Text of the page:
How Target Is Luring People Back Into Stores Again

New and exclusive private-label brands, better digital and brick-and-mortar cohesion and a focus on fine-tuning pricing and promotions may have created the secret sauce for Target Corp. in the most recent quarter  —  driving its store traffic up more than 2 percent amid industrywide declines.

Investors are giving a boost to the retailer’s shares this morning on the heels of its solid second-quarter performance that has offered a glimmer of hope in a pressured retail environment. As of 10:50 a.m. ET, shares remained up nearly 3 percent at $55.89.

Target’s Q2 sales improved 1.6 percent year-over-year to $16.4 billion. Analysts had expected sales of $16.3 billion. Comps also bested estimates, gaining 1.3 percent year-over-year.

Meanwhile, profits declined 1.2 percent to $672 million, or $1.22 per diluted share. But on an adjusted basis, diluted earnings per share were $1.23, handily topping forecasts for diluted EPS of $1.19.

Target chairman and CEO Brian Cornell told investors the company’s traffic improvements were “broad-based across the country, across categories and across channels.”

“And while the consumer and competitive environment remain choppy, better-than-expected performance occurred throughout the quarter and wasn’t limited to a short period within the quarter,” Cornell added. “With better second-quarter traffic, we saw improved performance across each of our five broad merchandising categories: Apparel, Home, Food and Beverage, Essentials and Hardlines.”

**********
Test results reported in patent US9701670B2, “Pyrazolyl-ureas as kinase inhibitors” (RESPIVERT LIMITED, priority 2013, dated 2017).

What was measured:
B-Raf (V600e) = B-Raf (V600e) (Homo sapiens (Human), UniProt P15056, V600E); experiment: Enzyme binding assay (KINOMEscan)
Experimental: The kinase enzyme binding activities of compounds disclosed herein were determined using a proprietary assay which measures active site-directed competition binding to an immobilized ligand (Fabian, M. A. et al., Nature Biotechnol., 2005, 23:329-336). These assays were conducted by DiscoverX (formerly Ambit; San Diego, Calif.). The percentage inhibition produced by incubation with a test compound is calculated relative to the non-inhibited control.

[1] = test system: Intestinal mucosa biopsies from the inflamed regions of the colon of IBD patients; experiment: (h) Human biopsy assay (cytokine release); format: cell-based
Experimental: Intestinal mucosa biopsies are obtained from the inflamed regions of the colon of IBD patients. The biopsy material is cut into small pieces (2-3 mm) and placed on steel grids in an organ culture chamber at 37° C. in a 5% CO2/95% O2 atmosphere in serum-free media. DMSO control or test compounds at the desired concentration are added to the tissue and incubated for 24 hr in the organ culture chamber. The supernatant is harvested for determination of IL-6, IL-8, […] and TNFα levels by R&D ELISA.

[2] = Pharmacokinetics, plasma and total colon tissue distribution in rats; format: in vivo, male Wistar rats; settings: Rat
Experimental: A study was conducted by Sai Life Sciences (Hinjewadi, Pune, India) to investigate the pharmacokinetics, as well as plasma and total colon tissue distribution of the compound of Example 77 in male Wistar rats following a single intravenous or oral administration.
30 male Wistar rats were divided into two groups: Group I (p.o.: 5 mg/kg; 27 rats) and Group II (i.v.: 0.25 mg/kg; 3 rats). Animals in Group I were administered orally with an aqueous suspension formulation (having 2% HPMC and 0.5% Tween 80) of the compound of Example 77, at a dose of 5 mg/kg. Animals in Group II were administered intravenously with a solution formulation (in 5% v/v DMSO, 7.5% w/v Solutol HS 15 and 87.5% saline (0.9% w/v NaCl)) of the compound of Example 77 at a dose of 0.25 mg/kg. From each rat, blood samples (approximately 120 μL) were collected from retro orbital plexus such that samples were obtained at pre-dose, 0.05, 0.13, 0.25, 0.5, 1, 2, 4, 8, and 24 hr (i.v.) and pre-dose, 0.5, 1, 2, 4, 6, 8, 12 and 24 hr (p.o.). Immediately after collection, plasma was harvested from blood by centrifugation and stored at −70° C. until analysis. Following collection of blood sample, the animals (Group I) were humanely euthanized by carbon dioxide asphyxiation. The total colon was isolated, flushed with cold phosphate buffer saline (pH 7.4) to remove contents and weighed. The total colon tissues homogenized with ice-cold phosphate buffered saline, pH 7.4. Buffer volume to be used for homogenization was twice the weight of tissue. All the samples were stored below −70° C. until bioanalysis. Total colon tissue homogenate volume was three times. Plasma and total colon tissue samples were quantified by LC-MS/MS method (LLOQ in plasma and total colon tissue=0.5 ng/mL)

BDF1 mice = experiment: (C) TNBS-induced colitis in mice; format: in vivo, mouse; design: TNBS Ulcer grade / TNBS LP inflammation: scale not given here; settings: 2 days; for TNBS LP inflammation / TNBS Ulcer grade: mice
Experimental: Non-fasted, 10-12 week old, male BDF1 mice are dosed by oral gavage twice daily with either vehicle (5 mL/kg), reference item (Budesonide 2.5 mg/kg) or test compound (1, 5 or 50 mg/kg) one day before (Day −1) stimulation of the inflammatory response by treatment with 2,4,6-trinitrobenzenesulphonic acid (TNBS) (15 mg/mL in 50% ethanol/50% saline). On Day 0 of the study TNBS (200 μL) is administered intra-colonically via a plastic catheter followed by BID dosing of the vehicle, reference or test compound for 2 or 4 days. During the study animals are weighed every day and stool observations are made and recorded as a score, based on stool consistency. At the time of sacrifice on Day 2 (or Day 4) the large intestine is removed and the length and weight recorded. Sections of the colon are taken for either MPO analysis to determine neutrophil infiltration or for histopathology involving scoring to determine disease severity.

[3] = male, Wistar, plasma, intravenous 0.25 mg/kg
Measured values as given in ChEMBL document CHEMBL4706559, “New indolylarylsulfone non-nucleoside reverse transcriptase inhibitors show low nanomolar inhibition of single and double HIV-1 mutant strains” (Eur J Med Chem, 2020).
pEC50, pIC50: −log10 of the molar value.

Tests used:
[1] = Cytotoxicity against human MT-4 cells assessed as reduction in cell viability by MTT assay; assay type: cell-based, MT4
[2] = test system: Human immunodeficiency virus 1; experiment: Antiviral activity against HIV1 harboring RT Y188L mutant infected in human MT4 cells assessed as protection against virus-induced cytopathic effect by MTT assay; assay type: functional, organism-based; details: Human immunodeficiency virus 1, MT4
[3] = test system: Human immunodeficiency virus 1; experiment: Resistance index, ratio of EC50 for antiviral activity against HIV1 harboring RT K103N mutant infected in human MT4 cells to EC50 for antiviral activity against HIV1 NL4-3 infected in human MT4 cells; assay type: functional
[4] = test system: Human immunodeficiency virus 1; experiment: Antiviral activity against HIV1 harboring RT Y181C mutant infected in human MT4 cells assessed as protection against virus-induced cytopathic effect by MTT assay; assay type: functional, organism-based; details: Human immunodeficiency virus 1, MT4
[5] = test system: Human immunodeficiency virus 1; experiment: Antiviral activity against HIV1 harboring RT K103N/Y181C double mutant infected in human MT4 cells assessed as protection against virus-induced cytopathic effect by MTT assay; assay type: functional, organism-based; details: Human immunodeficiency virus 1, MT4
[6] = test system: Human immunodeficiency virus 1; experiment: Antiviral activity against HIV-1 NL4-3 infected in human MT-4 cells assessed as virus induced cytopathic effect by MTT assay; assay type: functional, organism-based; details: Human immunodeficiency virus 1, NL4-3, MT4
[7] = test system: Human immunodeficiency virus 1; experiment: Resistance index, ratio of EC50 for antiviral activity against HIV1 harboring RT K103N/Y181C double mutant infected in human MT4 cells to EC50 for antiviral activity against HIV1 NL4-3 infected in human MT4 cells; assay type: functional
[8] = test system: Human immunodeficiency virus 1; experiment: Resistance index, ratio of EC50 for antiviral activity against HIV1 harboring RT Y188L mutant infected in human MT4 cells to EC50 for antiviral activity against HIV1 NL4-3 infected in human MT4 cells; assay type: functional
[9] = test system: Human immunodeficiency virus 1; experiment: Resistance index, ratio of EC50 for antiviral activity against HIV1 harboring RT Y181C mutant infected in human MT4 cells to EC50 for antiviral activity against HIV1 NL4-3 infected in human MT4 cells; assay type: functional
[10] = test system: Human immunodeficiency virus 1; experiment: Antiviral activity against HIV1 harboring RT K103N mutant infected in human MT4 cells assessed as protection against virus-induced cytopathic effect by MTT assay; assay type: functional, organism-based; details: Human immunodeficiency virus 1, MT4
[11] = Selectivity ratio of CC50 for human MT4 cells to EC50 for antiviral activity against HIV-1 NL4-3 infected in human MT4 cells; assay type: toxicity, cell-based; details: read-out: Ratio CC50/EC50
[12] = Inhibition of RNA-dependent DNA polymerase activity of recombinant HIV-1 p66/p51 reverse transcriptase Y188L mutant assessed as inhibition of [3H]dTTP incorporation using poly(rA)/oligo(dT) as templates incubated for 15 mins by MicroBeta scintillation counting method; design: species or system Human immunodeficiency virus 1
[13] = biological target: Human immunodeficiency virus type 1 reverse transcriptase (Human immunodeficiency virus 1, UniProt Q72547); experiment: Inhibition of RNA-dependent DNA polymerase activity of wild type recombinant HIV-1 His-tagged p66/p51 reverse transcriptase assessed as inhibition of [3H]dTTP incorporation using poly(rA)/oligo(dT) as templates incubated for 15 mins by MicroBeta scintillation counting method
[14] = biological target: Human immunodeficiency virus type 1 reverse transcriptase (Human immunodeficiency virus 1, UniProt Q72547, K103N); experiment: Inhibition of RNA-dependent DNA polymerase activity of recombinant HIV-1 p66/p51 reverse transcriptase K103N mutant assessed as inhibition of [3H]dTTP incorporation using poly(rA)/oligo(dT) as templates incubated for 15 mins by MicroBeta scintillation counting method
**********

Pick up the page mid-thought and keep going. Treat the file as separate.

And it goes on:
Target — which in July announced its plan to discontinue several of its exclusive brands and add 12 new and niche ones — has accelerated its development and rollout of exclusive labels following the launch of Cat & Jack among other private brands last year. (Just a year and a half since its launch, Cat & Jack’s revenues have already crossed the $2 billion mark, according to Cornell.)

Cornell said the retailer — which has been on the radar of market watchers in the wake of Amazon’s and Walmart’s aggressive wheeling and dealing — is making progress on several areas, including reining in promotions and expanding digital, which grew 32 percent during the period.

“As a result of our comprehensive effort by our team to reduce friction and increase the reliability of our digital operations, we have seen meaningful declines in guest contact center activity related to digital,” Cornell noted. “This is a tangible reflection of our work to create a stable digital platform and successful collaboration between our digital, operations and merchandising teams to create a more cohesive experience for our guests.”

To build on the momentum, the retailer is testing and rolling out additional fulfillment platforms, including Target Restock, a next-day delivery option for everyday essentials.

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